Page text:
The Need – Phillips

It was a third-year university course in metaphysics that introduced me to the theory of possible worlds. Immediately I was absorbed by the storytelling potential of this concept. Books and films which can effectively incorporate a parallel universe into their plots seem to persistently captivate audiences. A recent Netflix show, The Society, reinvigorates the idea (at least presumably, in the first season). The message from literature and film, however, is that finding an alternate universe rarely leads to positive results.

The Need, by Helen Phillips, strategically uses a parallel universe to tell her story of Molly, a paleobotanist who is haunted by its negative consequences. The science fiction aspect of this story is the part that glues the reader to its pages and gives the novel its heart-pounding quality.

Like some of the best science fiction, however, it is the mundane, human aspects of the novel that ultimately bless the story with its resonance and beauty.

The Need spends an extraordinary amount of time describing the dull work of a mother: putting apple sauce in bowls, forgetting a diaper and cleaning poop off the floor, remembering to feed one’s child at least two prunes a day, breastfeeding when the baby is indifferent, etc. etc. Phillip’s brilliance lies in her ability to make these moments of drudgery feel precious. These are the moments that build a life. We have historically tried to avoid them through childcare and technology, but they are still there.

The terror of this book comes from the persistent question that remains long after Phillips’s story is finished: is there a world where my children are no longer my children? Is there a world where I am no longer a mother?

The Need by Helen Phillips

Fiction – Simon and Schuster – 2019


Tap Out – Kunz

When teaching poetry, I often notice students’ interest in writing long, winding narrative poems. I teach a variety of forms, but ultimately allow them creative freedom when composing their own poem. Inevitably, the majority choose a form of their own invention, a lengthy narrative structure where they breathlessly describe a breakup, a childhood memory, or a trauma of some kind. They want to tell their stories, and they seem to find solace in this malleable structure.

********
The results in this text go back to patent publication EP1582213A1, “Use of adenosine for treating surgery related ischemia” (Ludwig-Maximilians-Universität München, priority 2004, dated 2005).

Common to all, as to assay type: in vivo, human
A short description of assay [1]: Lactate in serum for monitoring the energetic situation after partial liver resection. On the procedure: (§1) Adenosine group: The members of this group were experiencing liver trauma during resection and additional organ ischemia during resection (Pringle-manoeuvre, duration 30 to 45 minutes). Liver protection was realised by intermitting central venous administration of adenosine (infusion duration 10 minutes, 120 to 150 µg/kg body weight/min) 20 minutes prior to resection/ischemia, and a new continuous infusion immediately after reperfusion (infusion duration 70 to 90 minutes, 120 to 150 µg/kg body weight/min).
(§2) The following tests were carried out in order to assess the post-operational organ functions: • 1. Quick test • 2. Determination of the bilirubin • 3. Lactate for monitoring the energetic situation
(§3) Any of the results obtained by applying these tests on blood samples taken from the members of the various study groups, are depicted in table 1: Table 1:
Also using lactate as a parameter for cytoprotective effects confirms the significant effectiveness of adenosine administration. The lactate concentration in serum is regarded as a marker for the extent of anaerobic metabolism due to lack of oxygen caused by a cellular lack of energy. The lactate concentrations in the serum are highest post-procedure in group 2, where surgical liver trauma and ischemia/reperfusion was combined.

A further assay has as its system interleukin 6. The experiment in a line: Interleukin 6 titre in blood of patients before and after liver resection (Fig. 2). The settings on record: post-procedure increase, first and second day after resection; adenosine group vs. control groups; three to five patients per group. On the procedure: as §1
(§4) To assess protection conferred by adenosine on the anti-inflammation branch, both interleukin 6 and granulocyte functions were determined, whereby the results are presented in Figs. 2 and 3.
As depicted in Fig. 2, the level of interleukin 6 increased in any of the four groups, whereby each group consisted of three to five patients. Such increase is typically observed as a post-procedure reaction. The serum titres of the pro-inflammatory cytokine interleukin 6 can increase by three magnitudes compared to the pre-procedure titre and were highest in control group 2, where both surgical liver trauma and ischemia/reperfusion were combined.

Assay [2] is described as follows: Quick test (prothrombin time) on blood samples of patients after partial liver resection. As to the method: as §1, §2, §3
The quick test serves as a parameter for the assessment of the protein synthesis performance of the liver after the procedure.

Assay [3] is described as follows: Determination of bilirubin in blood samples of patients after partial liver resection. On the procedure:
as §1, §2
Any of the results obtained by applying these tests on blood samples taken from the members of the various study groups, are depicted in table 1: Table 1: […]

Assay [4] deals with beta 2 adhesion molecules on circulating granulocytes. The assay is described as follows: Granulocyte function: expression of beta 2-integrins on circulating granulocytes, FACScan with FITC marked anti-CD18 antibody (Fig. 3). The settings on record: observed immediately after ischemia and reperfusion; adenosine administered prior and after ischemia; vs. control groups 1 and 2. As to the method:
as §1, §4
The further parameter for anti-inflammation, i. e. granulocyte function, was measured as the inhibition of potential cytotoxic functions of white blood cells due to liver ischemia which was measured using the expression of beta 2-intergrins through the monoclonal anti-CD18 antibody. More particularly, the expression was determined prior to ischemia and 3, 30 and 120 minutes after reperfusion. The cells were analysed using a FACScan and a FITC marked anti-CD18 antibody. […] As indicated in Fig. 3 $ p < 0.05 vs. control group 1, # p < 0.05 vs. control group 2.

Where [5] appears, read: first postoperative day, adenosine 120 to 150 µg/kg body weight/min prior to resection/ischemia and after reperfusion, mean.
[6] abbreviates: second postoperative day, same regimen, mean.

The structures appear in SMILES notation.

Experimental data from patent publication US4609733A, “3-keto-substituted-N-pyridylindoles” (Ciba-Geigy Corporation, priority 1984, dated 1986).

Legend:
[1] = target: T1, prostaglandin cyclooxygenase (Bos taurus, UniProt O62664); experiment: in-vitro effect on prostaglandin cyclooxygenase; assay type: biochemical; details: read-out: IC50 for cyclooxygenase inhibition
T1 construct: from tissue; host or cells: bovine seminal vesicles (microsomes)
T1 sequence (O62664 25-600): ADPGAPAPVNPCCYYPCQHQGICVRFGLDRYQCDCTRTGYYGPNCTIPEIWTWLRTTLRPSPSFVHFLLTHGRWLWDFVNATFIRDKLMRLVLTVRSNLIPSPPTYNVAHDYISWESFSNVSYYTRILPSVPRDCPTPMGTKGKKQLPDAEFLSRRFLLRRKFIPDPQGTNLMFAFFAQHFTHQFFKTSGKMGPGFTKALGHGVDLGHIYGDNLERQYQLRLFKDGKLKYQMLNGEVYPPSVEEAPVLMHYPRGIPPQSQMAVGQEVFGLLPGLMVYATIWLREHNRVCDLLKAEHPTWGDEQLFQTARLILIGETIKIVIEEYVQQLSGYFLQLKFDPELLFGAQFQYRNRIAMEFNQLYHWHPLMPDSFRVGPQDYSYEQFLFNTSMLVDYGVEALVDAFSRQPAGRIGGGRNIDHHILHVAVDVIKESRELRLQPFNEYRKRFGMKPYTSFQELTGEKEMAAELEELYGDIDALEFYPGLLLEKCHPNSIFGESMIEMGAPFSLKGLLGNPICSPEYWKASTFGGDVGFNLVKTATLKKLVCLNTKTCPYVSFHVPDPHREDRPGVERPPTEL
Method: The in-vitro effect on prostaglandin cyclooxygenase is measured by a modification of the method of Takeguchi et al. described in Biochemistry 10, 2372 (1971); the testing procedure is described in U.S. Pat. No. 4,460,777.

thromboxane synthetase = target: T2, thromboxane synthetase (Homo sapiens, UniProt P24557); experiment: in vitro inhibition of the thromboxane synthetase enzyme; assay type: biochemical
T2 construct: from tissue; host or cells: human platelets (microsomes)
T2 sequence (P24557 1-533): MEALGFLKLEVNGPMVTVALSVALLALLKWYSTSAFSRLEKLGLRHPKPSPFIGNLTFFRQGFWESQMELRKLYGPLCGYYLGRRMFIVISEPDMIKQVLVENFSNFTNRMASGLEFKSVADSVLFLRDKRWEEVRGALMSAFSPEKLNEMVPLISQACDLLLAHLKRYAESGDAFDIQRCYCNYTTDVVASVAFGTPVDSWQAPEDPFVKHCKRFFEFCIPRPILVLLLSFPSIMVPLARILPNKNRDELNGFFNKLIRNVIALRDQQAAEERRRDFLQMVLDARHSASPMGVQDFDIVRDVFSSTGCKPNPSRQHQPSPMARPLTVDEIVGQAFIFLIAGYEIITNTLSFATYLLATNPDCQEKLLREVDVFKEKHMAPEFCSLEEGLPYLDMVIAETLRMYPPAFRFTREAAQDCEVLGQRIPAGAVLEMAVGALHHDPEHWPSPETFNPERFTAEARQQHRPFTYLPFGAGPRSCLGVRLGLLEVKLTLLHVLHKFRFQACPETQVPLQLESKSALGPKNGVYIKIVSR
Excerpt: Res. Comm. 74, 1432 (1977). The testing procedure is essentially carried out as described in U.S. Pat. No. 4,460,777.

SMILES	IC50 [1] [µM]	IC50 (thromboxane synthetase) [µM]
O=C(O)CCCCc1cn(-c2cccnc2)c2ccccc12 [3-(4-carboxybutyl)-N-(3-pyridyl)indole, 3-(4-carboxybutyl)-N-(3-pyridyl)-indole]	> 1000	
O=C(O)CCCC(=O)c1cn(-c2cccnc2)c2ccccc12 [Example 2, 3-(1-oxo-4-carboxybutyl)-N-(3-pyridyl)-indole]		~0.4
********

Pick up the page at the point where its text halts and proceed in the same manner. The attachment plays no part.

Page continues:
I read these poems with interest. After all, it is a common experience to have memories that won’t stay put in a single neat, delineated description, experiences that seep into the rest of our lives, coloring every experience and changing our perspectives.

Edgar Kunz, in his recent poetry collection, Tap Out, has a similar eagerness for telling his story, letting the narrative seep slowly from one poem to the next, repeating characters, events, and images. The strength of this method is that it allows Kunz to emphasize the memories which provide a sort of structure to his life. For example, a childhood friend, Daryl, shoots himself, and this memory reverberates throughout the entire collection. Sometimes Daryl is simply, “Mikes brother Daryl,” other times he is a loudmouthed kid trying to impress girls, bragging about girls. But this memory, “The way your brother Daryl took himself out of the world,” is the vital cord to these other memories of this character.

There are some weaknesses in this collection. Poems like “Dry Season,” patch past experiences with the narrator’s current travels and the pastoral elk watching in Colorado. The poem is trying to tell us a story, but it is lost in the patchwork of its own images.

Kunz’s overall vision of these poems emphasize the tragedy belonging to place, to one’s origins, of regional experiences that ring out beyond their seemingly humble roots. The poems sing with clarity.

Thank you to Houghton Mifflin Harcourt/Mariner Books and NetGalley for the advance copy of this title.

Tap Out by Edgar Kunz

Poetry – Houghton Mifflin Harcourt/Mariner Books – Publication date 5 March 2019